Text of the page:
May 21, 2024

The Psychology of Building Pet Care Offers

The Psychology of Building Pet Care Offers

When it comes to building pet care offerings, I believe that too many pet care businesses jump into the practical matters of listing and pricing services without considering the psychological triggers that influence consumer decisions. For that reason, I wanted to start this series on building pet care offers by first examining the psychological principles behind why consumers make the choices they make. This article delves into ideas like price anchoring, the decoy effect, and the power of offering (not too many) options. By leveraging these principles your pet care businesses will not only attract more customers, but it will also guide those customers toward choices that benefit them and your business.


Having an expensive or premium offer - one that might make you even slightly uncomfortable - typically has a positive impact on your bottom line because of the principle of price anchoring. Price anchoring is the idea that consumers will attach or anchor to bits of information in order to make decisions. For example, if a potential customer sees a $125/night premium boarding offer, they might anchor onto the idea that is what constitutes a premium experience. It will inevitably make your other, more standard, offers feel like a relative bargain. As an added bonus, you might be surprised by the number of dog parents who will shell out top dollar for their pet.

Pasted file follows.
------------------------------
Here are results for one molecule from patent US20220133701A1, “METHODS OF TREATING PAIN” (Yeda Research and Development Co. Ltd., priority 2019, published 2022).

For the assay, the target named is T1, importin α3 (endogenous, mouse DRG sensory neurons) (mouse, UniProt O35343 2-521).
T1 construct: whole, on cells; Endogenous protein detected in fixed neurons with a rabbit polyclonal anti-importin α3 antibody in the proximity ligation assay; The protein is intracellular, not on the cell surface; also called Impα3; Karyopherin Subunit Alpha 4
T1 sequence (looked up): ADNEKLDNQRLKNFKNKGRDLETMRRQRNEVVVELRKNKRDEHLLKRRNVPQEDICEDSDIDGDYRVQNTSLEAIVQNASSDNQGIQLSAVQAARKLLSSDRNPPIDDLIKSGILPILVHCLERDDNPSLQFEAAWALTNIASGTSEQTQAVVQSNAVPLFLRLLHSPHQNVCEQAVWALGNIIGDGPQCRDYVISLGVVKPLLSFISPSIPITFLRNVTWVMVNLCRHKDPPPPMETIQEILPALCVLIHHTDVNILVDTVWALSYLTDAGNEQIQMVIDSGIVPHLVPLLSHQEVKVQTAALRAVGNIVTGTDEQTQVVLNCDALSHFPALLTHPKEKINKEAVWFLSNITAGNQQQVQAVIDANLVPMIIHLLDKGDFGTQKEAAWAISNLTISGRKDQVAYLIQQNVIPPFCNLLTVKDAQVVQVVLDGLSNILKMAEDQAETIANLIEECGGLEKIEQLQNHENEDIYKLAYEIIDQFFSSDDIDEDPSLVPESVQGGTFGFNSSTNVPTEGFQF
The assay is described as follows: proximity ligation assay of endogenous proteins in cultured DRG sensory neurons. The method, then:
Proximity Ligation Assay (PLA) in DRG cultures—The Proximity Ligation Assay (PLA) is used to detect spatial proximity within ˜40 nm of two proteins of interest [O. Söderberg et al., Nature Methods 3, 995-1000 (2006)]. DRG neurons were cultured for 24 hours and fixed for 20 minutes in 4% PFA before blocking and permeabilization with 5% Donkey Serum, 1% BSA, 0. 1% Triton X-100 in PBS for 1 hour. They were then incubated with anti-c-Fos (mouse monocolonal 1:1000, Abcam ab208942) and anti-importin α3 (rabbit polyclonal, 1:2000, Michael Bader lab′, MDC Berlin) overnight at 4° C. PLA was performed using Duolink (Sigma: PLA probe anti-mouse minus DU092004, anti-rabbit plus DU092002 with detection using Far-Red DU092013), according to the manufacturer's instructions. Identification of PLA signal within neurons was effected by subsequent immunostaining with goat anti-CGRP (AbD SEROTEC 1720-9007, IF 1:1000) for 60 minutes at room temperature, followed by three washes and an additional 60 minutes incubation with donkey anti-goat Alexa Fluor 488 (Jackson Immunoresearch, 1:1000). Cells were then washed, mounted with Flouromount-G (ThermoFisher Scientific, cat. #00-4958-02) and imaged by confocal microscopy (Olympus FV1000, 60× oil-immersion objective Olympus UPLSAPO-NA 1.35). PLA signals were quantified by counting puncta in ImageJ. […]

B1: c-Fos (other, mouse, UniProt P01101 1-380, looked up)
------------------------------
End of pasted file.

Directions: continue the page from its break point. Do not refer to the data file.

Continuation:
Price anchoring works both ways. A lower starting price for a very basic offer can bring in new customers who may be initially comparing facilities based on price. During the booking process, you can then provide opportunities for them to upgrade their stay or purchase add-ons that will increase the value of their visit.

The principle of anchoring creates a range from which your customers can make a decision. To take advantage of this psychological principle, you need at least one premium offer with a premium price and one basic offer with your lowest price. Your premium offer will tend to elevate the average order value, while your cheapest offer can help bring people in the door. I would strongly advise you to research your competitors while creating these offers. Having an inexpensive offer that is well-below your peers can confer negative perceptions about your facility and the level of care you offer.


The decoy effect is used to influence which offers get selected by purposely creating an inferior offer. In his book ‘Predictably Irrational,’ Dan Ariely details how The Economist used this strategy to steer people into a premium subscription. They offered the following:

AA web only subscription for $59.00

BA print subscription for $125.00

CA print and web subscription for $125.00

Clearly the middle option is a bit of a loser here, but in his study, the presence of the middle option made his participants more likely to choose option C. When option B was there, 84% of study participants indicated a preference for C; when option B was not there, only 32% chose option C. Although nobody had a preference for option B, its presence gave contextual clues to the consumer that made the last offer more exciting.